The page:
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The Specialized S-Works Vent Evo brings airflow to gravel shoes

Joe Robinson
3 Mar 2022

A rework of the existing mesh-laden S-Works Vent road shoes for the off-road scene

Specialized has further grown its gravel shoes range with new S-Works Vent EVO off-road shoes, aimed at hot weather gravel riding and XC mountain biking. They arrive not long after the brand's introduction of the S-Works Recon Lace gravel shoes.

You guessed it, these latest kicks are exactly like the existing S-Works Vent road shoes just with an off-road twist. So that means the same mesh sections on the upper for optimal airflow, but with added tread on the sole and provisions for two-bolt SPD pedals. 

They will cost £400 / €430 / $450.

The new S-Works Vent Evo shoes joins the existing Vent family, which includes the Prevail II Vent helmet and the aforementioned road shoes, with which they share many similarities.

Like its road sibling, the new Vent Evo shoe uses the same single-layer, engineered mesh material in an attempt to boost  airflow and ventilation while still offering sufficient upper integrity.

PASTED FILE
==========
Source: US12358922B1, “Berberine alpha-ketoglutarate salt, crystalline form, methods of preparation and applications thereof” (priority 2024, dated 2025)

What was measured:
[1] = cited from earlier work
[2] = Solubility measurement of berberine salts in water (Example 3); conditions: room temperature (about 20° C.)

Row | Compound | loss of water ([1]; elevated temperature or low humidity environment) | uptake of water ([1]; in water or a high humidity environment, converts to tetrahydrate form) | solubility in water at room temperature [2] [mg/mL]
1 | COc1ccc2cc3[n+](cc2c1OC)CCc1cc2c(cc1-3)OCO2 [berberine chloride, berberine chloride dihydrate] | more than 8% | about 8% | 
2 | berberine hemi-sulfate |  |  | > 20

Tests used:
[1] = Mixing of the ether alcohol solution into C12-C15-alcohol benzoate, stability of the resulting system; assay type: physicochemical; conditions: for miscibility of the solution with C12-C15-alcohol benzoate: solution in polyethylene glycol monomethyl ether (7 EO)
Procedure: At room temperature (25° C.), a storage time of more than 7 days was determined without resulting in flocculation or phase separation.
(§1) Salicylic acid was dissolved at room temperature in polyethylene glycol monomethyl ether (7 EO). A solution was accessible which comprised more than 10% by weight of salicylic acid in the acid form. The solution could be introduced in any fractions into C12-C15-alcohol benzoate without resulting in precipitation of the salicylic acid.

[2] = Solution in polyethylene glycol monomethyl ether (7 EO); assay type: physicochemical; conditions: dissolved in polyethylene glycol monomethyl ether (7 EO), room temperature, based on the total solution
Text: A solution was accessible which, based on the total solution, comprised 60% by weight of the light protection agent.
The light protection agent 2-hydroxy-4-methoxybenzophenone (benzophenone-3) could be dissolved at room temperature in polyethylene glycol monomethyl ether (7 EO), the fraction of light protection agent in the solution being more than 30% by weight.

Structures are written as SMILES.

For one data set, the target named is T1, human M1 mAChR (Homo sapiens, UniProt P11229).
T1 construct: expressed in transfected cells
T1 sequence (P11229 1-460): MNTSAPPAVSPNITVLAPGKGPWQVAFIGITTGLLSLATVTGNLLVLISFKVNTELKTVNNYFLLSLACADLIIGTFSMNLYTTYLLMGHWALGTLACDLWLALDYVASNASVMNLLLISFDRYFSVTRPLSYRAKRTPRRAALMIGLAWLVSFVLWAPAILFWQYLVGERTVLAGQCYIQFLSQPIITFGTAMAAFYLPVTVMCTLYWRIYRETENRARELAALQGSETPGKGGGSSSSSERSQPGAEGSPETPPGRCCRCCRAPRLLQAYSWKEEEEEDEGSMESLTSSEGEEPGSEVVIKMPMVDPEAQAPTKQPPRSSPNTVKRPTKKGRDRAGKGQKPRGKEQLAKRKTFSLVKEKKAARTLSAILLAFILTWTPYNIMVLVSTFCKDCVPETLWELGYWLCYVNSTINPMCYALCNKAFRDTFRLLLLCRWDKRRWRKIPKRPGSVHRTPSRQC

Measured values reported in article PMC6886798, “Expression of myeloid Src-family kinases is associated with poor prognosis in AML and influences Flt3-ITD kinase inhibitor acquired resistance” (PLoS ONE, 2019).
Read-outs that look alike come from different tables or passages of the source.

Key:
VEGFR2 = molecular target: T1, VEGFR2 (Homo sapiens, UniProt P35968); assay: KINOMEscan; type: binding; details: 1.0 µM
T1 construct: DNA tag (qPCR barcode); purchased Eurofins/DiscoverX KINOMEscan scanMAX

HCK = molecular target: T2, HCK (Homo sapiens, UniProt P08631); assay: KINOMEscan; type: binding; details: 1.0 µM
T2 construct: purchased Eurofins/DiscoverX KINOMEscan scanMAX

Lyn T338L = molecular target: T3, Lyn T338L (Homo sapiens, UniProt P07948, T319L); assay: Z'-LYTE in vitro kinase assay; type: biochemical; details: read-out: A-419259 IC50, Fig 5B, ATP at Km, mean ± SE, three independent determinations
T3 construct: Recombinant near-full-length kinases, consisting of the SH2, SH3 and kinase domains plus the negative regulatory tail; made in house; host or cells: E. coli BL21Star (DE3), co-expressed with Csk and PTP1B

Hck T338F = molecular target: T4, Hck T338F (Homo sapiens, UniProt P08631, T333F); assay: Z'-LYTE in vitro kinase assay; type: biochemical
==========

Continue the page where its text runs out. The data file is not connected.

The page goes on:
The similarities continue with the retained use of Dyneema panels, plus a dual-BOA closure and velcro closure system on the shoe's upper. 

Specialized is also using its FACT Powerline carbon plate in the sole, its lightest and stiffest option, and a Body Geometry-shaped footbed. Specialized says this ensures efficient power delivery while reducing the chance of injury by creating ideal optimal hip, knee and foot alignment. 

From here, the new Vent EVOs stop being similar to their road Vent counterparts and begin to take cues from the Recon shoes, another Specialized off-road offering

Like the Recon shoes, the Vent Evos use the same dirt-specific rubberised outsole. A wide, sturdy tread across the toes and on the heel ensures you can walk, if needs be, and two metal studs help improve grip on the real slippery stuff.

The new Vent Evo shoes will be available in red and black or all black. They will cost £400 / €430 / $450. That's a mere £1 more than the road equivalents and presumably covers the costs of the rubber tread. 

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